The tech super giants that threw their weight behind a bill in congress that could encourage censorship online last week are retreating after practically all of the Internet came out against the bill.The Business Software Alliance, which has Apple, Adobe, Microsoft and others as members, issued a statement today saying the Stop Online Piracy Act (SOPA) “needs work” before it passes through congress.
SOPA, along with the PROTECT IP act in the Senate, give content-producing companies the right to order a take down for a website that they believe is infringing on a copyright. If you even host links to content that infringes on a copyright, you have to take it down.
If not, the copyright owner can request that the infringing site has its advertising and transaction revenue cut off. Or it can request that a domain name — like businessinsider.com — be blacklisted and rendered inaccessible.
Here’s the statement:
When House Judiciary Chairman Lamar Smith and his bipartisan cosponsors last month introduced the Stop Online Piracy Act (SOPA), I said in a press statement that the bill would have to balance key innovation, privacy and security considerations with the need to thwart the threat rogue websites pose before BSA can give its support to SOPA. This remains the case.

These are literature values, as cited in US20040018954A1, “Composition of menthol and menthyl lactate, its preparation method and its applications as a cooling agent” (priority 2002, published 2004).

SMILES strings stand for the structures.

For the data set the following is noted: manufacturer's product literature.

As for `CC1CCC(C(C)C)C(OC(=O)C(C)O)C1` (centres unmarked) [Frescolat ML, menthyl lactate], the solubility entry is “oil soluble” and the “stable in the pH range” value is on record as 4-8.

Last week, when the Committee held a hearing on SOPA, I listened carefully to Members’ statements and questions as to how this balance would be achieved. It is evident from what I heard that much work remains ahead for the Committee.
I believe the bill’s basic goals should be to promote creativity — something software and computer companies are very good at — while deterring bad actors that profit from selling copies of software and other works they do not own. BSA firmly believes these goals are compatible and achievable.
The idea behind SOPA, as Chairman Smith explained at last week’s hearing, is to remove pirates’ ability to profit from their theft. We think that is the right approach as long as it is done with a fine touch.
Valid and important questions have been raised about the bill. It is intended to get at the worst of the worst offenders. As it now stands, however, it could sweep in more than just truly egregious actors. To fix this problem, definitions of who can be the subject of legal actions and what remedies are imposed must be tightened and narrowed. Due process, free speech, and privacy are rights cannot be compromised. And the security of networks and communications is indispensable to a thriving Internet economy. Some observers have raised reasonable questions about whether certain SOPA provisions might have unintended consequences in these areas. BSA has long stood against filtering or monitoring the Internet. All of these concerns should be duly considered and addressed.
BSA stands ready to work with Chairman Smith and his colleagues on the Judiciary Committee to resolve these issues.